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The Philippine Islands, 1493-1803 - Volume 5 of 55 1582-1583 Explorations by Early Navigators, Descr

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The Philippine Islands, 1493-1803

Explorations by early navigators, descriptions of the islands and their peoples, their history and records of the catholic missions, as related in contemporaneous books and manuscripts, showing the political, economic, commercial and religious conditions of those islands from their earliest relations with European nations to the beginning of the nineteenth century

Volume V, 1582-1583

Edited and annotated by Emma Helen Blair and James Alexander Robertson with historical introduction and additional notes by Edward Gaylord Bourne.


Preface 9 Documents of 1582

Letter to Felipe II. Gonzalo Ronquillo de Peñalosa; Manila, June 16 [1]Relacion de las Yslas Filipinas. Miguel de Loarca; [Arevalo, June, 1582) Letter to Felipe II. Fray Domingo de Salazar; Manila, June 20 Letter to the viceroy. Juan Baptista Roman; Cabite, June 25 Letter to Felipe II. Gonzalo Ronquillo de Peñalosa; Manila, July 1 Papal decrees regarding the Dominicans. Gregory XIII; Rome, September 15 and October 20 Report on the offices saleable in the Philippines. [Unsigned; 1582?]

Documents of 1583

Complaints against Peñalosa. Gabriel de Ribera; [1583?] Affairs in the Philipinas Islands. Domingo de Salazar; [Manila, 1583] Instructions to commissary of the Inquisition. Pedro de los Rios, and others; Mexico, March 1 Foundation of the Audiencia of Manila (to be concluded). Felipe II; Aranjuez, May 5

Bibliographical Data


Map of South America and Antilles, showing Strait of Magellan (original in colors), in _Beschryvinghe van de gantsche Custe_, by Jan Huygen van Linschoten (Amstelredam, M.D.XCVI); reduced photographic facsimile, from copy in Boston Public Library Autograph signature of Domingo de Salazar, O.P., first bishop of Manila; photographic facsimile from MS. in Archivo general de Indias, Sevilla


The period covered by this volume is short--only the years 1582-83, which close the second decade of Spanish occupation of the Philippine Islands; but in that time occur some events of great importance, and certain influences which deeply affect early Philippine history are revealed. The coming (in 1581) of the zealous and intrepid bishop, Domingo de Salazar, was a red-letter day for the natives of the islands. The Spanish conquerors are ruthlessly oppressing the Indians, caring but little for the opposition made by the friars; but Salazar exerts as far as possible his ecclesiastical authority, and, besides, vigorously urges the king to shield those unfortunate victims of Spanish rapacity. Various humane laws are accordingly enacted for the protection of the natives; but of course this interference by the bishop occasions a bitter hostility between the ecclesiastical and the secular powers--perhaps never to be quieted. With Salazar come Jesuit fathers, who establish in the islands the missionary work of that order. In 1582 Japanese pirates begin to threaten Luzón, but are defeated and held in check by the Spanish troops. In 1583 occur two most notable events: one of these is the appointment for the islands of a royal Audiencia, or high court of justice--especially ordered by the king to watch over and shield the Indians; the other is the opening there of a branch of the Inquisition or Holy Office. Fuller details of all these matters are herewith given in the usual synopsis of documents.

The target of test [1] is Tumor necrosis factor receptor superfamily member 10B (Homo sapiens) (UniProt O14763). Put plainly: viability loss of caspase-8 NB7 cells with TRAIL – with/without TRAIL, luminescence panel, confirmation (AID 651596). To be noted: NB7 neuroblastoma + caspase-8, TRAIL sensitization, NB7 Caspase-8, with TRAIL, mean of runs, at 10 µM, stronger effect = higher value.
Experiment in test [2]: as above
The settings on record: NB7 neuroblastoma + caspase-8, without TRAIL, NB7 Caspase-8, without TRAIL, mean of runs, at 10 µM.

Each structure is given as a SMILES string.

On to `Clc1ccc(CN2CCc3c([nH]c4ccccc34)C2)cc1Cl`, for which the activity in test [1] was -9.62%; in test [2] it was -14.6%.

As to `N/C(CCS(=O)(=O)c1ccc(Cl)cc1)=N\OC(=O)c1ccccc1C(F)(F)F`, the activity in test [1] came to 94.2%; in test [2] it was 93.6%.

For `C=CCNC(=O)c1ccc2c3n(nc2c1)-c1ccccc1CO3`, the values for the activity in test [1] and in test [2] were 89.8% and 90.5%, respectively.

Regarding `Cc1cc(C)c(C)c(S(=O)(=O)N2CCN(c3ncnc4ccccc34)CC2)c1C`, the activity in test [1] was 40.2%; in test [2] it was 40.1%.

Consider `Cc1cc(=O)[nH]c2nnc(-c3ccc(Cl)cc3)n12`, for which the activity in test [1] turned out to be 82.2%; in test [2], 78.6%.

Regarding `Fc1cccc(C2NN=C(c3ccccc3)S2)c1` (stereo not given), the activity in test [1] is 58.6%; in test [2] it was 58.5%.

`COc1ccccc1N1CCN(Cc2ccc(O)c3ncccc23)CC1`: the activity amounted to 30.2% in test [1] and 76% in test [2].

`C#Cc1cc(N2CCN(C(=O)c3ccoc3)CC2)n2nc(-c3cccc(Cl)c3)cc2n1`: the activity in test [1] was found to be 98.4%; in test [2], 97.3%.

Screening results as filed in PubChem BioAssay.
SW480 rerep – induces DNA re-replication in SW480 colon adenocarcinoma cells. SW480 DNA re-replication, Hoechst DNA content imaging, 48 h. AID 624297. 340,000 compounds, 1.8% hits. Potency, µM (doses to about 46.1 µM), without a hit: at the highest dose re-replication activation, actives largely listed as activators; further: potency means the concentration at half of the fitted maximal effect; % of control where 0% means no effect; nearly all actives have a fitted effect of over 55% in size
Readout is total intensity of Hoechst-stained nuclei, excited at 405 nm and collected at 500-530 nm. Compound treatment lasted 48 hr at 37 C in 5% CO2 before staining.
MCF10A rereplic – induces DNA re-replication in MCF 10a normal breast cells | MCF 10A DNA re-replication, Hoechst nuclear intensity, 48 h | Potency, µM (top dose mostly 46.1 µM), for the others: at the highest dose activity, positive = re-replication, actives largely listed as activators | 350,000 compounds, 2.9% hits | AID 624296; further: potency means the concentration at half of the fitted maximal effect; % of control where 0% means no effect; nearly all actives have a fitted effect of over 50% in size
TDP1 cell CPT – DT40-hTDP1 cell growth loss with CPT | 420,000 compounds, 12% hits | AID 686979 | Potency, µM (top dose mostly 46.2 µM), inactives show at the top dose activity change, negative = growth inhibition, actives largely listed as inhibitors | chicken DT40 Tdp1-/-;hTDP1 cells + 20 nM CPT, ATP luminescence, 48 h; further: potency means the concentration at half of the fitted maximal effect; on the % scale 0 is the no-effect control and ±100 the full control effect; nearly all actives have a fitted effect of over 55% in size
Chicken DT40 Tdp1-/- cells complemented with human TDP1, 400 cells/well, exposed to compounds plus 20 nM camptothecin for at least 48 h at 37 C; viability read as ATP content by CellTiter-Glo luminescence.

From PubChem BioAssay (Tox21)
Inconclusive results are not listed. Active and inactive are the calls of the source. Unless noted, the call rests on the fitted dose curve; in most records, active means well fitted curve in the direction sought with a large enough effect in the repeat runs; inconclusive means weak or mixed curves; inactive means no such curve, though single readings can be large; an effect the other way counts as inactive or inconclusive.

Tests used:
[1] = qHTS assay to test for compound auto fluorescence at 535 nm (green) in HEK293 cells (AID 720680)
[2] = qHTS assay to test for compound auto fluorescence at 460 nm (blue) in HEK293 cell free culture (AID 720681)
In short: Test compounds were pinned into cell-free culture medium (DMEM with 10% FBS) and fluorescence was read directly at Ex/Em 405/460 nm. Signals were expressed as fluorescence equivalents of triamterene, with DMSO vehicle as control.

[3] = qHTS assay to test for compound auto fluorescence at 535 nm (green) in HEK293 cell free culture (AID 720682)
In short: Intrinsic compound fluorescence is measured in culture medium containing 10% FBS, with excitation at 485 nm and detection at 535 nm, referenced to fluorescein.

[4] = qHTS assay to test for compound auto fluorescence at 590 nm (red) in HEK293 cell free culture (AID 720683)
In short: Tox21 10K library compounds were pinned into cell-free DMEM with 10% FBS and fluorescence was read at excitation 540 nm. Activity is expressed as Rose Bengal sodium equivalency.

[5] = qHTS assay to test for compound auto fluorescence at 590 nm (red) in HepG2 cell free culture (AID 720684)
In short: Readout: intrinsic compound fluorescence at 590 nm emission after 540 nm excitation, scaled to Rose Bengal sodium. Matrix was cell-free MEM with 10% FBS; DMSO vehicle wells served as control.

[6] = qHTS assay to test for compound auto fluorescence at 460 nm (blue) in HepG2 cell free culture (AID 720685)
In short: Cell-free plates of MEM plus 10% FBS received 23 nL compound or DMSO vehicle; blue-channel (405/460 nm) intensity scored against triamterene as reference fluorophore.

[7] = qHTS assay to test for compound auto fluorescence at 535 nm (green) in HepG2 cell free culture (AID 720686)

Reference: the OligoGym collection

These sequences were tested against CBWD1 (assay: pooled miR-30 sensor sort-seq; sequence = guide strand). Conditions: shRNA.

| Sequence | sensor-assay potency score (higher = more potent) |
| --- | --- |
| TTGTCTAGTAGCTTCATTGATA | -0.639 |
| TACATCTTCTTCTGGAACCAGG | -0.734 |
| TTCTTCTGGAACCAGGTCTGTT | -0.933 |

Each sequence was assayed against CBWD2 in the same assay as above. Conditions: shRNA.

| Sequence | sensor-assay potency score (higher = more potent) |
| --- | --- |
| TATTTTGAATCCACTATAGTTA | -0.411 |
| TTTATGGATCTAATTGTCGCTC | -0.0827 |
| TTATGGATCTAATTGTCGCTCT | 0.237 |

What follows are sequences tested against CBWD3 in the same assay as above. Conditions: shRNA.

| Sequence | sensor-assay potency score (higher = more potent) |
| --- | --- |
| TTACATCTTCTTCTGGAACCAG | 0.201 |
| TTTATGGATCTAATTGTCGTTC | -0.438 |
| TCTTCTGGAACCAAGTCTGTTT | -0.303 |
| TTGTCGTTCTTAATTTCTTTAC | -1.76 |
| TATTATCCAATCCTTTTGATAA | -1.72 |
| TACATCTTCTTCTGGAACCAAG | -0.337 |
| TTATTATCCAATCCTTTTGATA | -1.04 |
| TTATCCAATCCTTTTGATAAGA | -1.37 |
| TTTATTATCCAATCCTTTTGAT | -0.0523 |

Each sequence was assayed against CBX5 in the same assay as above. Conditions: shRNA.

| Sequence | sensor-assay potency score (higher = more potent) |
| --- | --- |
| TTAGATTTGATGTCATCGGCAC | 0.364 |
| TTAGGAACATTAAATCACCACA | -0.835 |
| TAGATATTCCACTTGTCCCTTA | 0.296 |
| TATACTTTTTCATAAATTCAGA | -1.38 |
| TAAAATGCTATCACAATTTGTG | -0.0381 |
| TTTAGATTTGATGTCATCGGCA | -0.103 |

In a letter dated June 16, 1582, Governor Peñalosa reports that the conversion of the natives is making good progress, but there are not enough missionaries. He recommends that a convent be established in every city and village; and that missionaries be sent directly from the mother-country, rather than from New Spain, as in the latter case they soon become discontented after coming to the Philippines. He complains because the Franciscans have gone to China; he renews the plea advanced by former officials for the conquest of that country, but regards the present Spanish force in the Philippines as inadequate for that purpose. Meanwhile, he is endeavoring to strengthen the colony, and has founded the town of Arévalo in Panay. Another new town is being established--Nueva Segovia, in Luzon. Peñalosa has sent an officer to Maluco, and the Jesuit Sanchéz to Macao, to pacify the Portuguese there when they shall learn of the change in their rulers--the dominion over Portugal having passed to the crown of Spain. He criticizes the administration of his predecessors, saying that they followed no plan or system in disbursements from the royal exchequer.

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